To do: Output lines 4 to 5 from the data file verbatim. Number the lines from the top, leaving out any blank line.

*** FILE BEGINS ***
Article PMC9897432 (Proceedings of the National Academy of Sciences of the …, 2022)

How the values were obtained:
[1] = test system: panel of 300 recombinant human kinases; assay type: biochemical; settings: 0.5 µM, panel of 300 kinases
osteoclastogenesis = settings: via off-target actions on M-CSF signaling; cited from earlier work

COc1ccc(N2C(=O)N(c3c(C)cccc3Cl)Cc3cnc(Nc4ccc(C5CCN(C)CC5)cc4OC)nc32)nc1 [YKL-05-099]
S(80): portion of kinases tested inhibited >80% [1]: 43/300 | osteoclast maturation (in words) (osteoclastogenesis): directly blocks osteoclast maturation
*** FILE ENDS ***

osteoclastogenesis = settings: via off-target actions on M-CSF signaling; cited from earlier work

COc1ccc(N2C(=O)N(c3c(C)cccc3Cl)Cc3cnc(Nc4ccc(C5CCN(C)CC5)cc4OC)nc32)nc1 [YKL-05-099]